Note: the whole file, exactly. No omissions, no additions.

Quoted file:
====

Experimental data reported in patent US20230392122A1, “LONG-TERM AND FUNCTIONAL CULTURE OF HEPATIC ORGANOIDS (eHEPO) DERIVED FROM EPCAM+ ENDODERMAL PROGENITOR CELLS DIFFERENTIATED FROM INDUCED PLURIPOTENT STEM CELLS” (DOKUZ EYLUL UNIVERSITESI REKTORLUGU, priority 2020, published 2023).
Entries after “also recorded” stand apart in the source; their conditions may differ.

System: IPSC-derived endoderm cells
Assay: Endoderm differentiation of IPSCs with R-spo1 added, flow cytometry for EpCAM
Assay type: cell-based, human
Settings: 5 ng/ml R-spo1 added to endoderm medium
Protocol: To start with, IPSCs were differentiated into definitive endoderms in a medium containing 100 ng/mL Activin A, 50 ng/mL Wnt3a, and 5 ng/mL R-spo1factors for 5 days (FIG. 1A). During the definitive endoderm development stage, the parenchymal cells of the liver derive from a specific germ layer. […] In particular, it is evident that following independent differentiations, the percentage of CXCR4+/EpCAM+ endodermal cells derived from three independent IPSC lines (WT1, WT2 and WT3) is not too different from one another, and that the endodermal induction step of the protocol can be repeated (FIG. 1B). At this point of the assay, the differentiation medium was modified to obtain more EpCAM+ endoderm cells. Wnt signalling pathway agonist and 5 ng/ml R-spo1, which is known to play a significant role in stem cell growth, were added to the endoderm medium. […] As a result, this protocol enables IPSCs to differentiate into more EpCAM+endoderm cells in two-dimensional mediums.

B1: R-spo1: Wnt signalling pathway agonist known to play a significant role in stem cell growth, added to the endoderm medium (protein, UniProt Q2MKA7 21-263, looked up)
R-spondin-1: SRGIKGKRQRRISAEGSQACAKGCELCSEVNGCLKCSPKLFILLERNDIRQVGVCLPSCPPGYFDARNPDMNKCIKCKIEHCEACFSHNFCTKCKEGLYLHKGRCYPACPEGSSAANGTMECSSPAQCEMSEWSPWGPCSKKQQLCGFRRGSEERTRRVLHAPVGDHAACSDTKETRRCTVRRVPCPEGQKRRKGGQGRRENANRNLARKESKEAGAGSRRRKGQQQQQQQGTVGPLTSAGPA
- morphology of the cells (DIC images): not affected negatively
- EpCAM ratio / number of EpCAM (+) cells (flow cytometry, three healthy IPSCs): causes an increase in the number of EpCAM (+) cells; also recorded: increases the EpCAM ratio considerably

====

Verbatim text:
Experimental data reported in patent US20230392122A1, “LONG-TERM AND FUNCTIONAL CULTURE OF HEPATIC ORGANOIDS (eHEPO) DERIVED FROM EPCAM+ ENDODERMAL PROGENITOR CELLS DIFFERENTIATED FROM INDUCED PLURIPOTENT STEM CELLS” (DOKUZ EYLUL UNIVERSITESI REKTORLUGU, priority 2020, published 2023).
Entries after “also recorded” stand apart in the source; their conditions may differ.

System: IPSC-derived endoderm cells
Assay: Endoderm differentiation of IPSCs with R-spo1 added, flow cytometry for EpCAM
Assay type: cell-based, human
Settings: 5 ng/ml R-spo1 added to endoderm medium
Protocol: To start with, IPSCs were differentiated into definitive endoderms in a medium containing 100 ng/mL Activin A, 50 ng/mL Wnt3a, and 5 ng/mL R-spo1factors for 5 days (FIG. 1A). During the definitive endoderm development stage, the parenchymal cells of the liver derive from a specific germ layer. […] In particular, it is evident that following independent differentiations, the percentage of CXCR4+/EpCAM+ endodermal cells derived from three independent IPSC lines (WT1, WT2 and WT3) is not too different from one another, and that the endodermal induction step of the protocol can be repeated (FIG. 1B). At this point of the assay, the differentiation medium was modified to obtain more EpCAM+ endoderm cells. Wnt signalling pathway agonist and 5 ng/ml R-spo1, which is known to play a significant role in stem cell growth, were added to the endoderm medium. […] As a result, this protocol enables IPSCs to differentiate into more EpCAM+endoderm cells in two-dimensional mediums.

B1: R-spo1: Wnt signalling pathway agonist known to play a significant role in stem cell growth, added to the endoderm medium (protein, UniProt Q2MKA7 21-263, looked up)
R-spondin-1: SRGIKGKRQRRISAEGSQACAKGCELCSEVNGCLKCSPKLFILLERNDIRQVGVCLPSCPPGYFDARNPDMNKCIKCKIEHCEACFSHNFCTKCKEGLYLHKGRCYPACPEGSSAANGTMECSSPAQCEMSEWSPWGPCSKKQQLCGFRRGSEERTRRVLHAPVGDHAACSDTKETRRCTVRRVPCPEGQKRRKGGQGRRENANRNLARKESKEAGAGSRRRKGQQQQQQQGTVGPLTSAGPA
- morphology of the cells (DIC images): not affected negatively
- EpCAM ratio / number of EpCAM (+) cells (flow cytometry, three healthy IPSCs): causes an increase in the number of EpCAM (+) cells; also recorded: increases the EpCAM ratio considerably